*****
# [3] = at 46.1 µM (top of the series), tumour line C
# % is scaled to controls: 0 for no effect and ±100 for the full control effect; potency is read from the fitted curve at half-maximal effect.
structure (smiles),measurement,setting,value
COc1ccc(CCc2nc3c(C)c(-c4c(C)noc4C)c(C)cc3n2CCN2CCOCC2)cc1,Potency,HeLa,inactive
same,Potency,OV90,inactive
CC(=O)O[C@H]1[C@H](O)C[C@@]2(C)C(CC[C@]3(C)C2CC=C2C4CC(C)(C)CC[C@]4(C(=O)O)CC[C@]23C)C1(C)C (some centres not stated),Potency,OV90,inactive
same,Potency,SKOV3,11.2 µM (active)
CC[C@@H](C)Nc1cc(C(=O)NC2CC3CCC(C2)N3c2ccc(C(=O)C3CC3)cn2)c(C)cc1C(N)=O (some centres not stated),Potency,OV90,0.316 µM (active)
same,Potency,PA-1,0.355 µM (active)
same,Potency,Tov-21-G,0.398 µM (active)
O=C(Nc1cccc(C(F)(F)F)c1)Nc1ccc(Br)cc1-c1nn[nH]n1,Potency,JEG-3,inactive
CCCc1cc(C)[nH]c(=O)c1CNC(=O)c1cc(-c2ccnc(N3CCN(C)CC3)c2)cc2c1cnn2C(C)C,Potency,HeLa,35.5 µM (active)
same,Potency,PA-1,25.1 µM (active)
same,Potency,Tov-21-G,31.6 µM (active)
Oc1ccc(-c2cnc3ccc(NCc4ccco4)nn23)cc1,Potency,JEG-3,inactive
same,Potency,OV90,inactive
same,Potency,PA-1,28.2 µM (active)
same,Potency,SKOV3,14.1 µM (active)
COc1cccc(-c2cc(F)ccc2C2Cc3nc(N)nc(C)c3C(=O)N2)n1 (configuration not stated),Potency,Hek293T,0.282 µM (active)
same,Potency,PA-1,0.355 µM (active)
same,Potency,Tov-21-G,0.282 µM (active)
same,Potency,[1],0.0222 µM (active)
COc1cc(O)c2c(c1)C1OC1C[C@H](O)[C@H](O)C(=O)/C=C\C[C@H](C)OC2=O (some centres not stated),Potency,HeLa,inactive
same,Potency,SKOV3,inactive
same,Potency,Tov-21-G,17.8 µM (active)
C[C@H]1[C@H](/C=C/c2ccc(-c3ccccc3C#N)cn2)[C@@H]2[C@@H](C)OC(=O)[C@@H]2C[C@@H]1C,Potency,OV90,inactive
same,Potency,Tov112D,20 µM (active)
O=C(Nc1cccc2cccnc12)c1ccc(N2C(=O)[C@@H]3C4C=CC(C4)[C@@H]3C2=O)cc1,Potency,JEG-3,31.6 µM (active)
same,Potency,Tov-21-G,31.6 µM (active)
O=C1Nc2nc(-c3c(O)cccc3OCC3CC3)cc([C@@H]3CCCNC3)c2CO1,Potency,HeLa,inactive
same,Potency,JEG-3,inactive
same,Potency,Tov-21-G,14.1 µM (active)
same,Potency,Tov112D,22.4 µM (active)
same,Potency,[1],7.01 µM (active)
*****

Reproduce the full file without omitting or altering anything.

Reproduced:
# [3] = at 46.1 µM (top of the series), tumour line C
# % is scaled to controls: 0 for no effect and ±100 for the full control effect; potency is read from the fitted curve at half-maximal effect.
structure (smiles),measurement,setting,value
COc1ccc(CCc2nc3c(C)c(-c4c(C)noc4C)c(C)cc3n2CCN2CCOCC2)cc1,Potency,HeLa,inactive
same,Potency,OV90,inactive
CC(=O)O[C@H]1[C@H](O)C[C@@]2(C)C(CC[C@]3(C)C2CC=C2C4CC(C)(C)CC[C@]4(C(=O)O)CC[C@]23C)C1(C)C (some centres not stated),Potency,OV90,inactive
same,Potency,SKOV3,11.2 µM (active)
CC[C@@H](C)Nc1cc(C(=O)NC2CC3CCC(C2)N3c2ccc(C(=O)C3CC3)cn2)c(C)cc1C(N)=O (some centres not stated),Potency,OV90,0.316 µM (active)
same,Potency,PA-1,0.355 µM (active)
same,Potency,Tov-21-G,0.398 µM (active)
O=C(Nc1cccc(C(F)(F)F)c1)Nc1ccc(Br)cc1-c1nn[nH]n1,Potency,JEG-3,inactive
CCCc1cc(C)[nH]c(=O)c1CNC(=O)c1cc(-c2ccnc(N3CCN(C)CC3)c2)cc2c1cnn2C(C)C,Potency,HeLa,35.5 µM (active)
same,Potency,PA-1,25.1 µM (active)
same,Potency,Tov-21-G,31.6 µM (active)
Oc1ccc(-c2cnc3ccc(NCc4ccco4)nn23)cc1,Potency,JEG-3,inactive
same,Potency,OV90,inactive
same,Potency,PA-1,28.2 µM (active)
same,Potency,SKOV3,14.1 µM (active)
COc1cccc(-c2cc(F)ccc2C2Cc3nc(N)nc(C)c3C(=O)N2)n1 (configuration not stated),Potency,Hek293T,0.282 µM (active)
same,Potency,PA-1,0.355 µM (active)
same,Potency,Tov-21-G,0.282 µM (active)
same,Potency,[1],0.0222 µM (active)
COc1cc(O)c2c(c1)C1OC1C[C@H](O)[C@H](O)C(=O)/C=C\C[C@H](C)OC2=O (some centres not stated),Potency,HeLa,inactive
same,Potency,SKOV3,inactive
same,Potency,Tov-21-G,17.8 µM (active)
C[C@H]1[C@H](/C=C/c2ccc(-c3ccccc3C#N)cn2)[C@@H]2[C@@H](C)OC(=O)[C@@H]2C[C@@H]1C,Potency,OV90,inactive
same,Potency,Tov112D,20 µM (active)
O=C(Nc1cccc2cccnc12)c1ccc(N2C(=O)[C@@H]3C4C=CC(C4)[C@@H]3C2=O)cc1,Potency,JEG-3,31.6 µM (active)
same,Potency,Tov-21-G,31.6 µM (active)
O=C1Nc2nc(-c3c(O)cccc3OCC3CC3)cc([C@@H]3CCCNC3)c2CO1,Potency,HeLa,inactive
same,Potency,JEG-3,inactive
same,Potency,Tov-21-G,14.1 µM (active)
same,Potency,Tov112D,22.4 µM (active)
same,Potency,[1],7.01 µM (active)